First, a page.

PETER PERRETT (of THE ONLY ONES)
In the hands of certain songwriters, a story of resurrection and redemption might ring a little hollow. Worse, it might sound like pseudo-messianic psychobabble. But when the songwriter is Peter Perrett, the usual rules have never applied. Perrett, whose incisive songcraft and sardonic drawl made him one of the most distinctive voices of the Seventies (and briefly, the Nineties), has indeed got a tale of resurrection and redemption to tell. And even if he’s telling it with copious doses of his trademark deadpan wit, the miracle is that he’s telling it at all.
Perrett made his reputation in The Only Ones (1976–1981) by writing about – and living – a life of the utmost decadence without worrying too much about the consequences. “I always flirt with death,” began his most famous song (‘Another Girl, Another Planet’), “I look ill but I don’t care about it.” It was an exotic universe full of strange creatures, but an incredibly dangerous one to inhabit. Not once but twice, Perrett retreated into a hermetic haze and transmitted nothing but radio silence for ten years. The two decades of his life that were surrendered to drug addiction were his own business, of course, but they were music’s loss as well.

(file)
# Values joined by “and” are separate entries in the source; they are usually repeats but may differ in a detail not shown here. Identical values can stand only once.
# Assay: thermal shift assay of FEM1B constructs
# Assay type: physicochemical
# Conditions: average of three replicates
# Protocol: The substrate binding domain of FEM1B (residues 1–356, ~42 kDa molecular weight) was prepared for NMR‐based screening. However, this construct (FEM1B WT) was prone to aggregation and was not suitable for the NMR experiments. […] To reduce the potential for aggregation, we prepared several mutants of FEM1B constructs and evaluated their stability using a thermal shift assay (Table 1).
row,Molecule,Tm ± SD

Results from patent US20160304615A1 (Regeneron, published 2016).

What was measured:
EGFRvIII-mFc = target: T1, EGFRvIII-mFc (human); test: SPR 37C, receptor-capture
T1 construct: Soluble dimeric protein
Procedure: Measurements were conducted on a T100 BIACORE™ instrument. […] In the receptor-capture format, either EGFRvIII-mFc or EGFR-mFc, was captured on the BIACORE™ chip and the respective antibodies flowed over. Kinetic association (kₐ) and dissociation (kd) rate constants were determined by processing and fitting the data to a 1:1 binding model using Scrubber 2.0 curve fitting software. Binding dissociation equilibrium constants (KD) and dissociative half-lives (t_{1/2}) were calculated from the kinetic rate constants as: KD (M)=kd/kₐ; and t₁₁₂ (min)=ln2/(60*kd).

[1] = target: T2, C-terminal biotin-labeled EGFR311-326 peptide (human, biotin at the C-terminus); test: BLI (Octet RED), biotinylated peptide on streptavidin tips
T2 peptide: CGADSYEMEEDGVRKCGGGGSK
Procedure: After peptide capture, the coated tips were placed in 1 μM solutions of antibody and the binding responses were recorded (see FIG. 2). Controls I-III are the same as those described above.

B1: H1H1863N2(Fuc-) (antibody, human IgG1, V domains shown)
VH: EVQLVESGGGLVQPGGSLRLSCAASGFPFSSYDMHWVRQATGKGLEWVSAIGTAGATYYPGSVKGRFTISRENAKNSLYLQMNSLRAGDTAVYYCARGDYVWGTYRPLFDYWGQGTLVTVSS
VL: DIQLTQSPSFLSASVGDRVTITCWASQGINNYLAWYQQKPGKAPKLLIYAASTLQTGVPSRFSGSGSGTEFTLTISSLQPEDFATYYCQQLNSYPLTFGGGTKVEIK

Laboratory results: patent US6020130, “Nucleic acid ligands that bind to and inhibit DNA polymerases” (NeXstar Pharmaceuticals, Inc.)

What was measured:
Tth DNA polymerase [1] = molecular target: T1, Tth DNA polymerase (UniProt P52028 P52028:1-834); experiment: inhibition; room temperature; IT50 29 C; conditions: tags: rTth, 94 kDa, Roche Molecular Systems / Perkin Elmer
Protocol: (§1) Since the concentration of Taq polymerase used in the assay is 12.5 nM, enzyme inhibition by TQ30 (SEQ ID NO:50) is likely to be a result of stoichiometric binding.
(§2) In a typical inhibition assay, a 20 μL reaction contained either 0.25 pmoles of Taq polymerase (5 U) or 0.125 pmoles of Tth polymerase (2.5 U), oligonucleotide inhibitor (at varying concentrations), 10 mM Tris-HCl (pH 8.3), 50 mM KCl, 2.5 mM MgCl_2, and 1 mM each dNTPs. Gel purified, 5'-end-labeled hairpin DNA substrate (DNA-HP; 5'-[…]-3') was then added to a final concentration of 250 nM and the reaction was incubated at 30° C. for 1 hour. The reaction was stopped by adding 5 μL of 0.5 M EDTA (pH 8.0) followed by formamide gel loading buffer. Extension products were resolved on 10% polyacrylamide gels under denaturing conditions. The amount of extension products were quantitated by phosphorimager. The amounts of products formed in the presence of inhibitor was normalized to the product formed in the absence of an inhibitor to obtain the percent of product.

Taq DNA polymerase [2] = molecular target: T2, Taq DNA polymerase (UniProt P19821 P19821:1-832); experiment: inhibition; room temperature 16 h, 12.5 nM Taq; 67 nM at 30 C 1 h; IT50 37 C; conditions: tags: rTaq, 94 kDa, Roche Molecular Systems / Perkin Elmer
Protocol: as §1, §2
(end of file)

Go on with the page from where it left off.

What a fantastic surprise it is, then, to hear an older, wiser Perrett singing of having music back in his bloodstream again. Take a listen to ‘Something In My Brain’, a song towards the end of his debut solo album HOW THE WEST WAS WON: it’s about making good choices, bad choices and ultimately the only choices that will guarantee survival. All too conscious of his mortality in 2017, Perrett no longer views illness as an occupational hazard or death as a source of amusement, like that swaggering young existentialist of 1978. When he gets to the line about being “just about capable of one last defiant breath,” he’s not exaggerating. But if his lung power is depleted, his other powers – his intuitive feel for words; his flair for idiosyncratic metaphors; his mordant wit – are still as sharp as razors. The image of the laboratory rat being forced to choose between food and crack is as darkly comical as anything Perrett ever wrote for The Only Ones. By the time he steps aside to allow his son Jamie to play an emotional guitar solo, ‘Something In My Brain’ (“an allegorical tale”) has become a double-sided epiphany. Peter Perrett has rediscovered the importance of rock’n’roll, and rock’n’roll has rediscovered the importance of Peter Perrett. It will surely be hailed as one of the standout tracks on HOW THE WEST WAS WON, his new album on Domino, the comeback that nobody saw coming.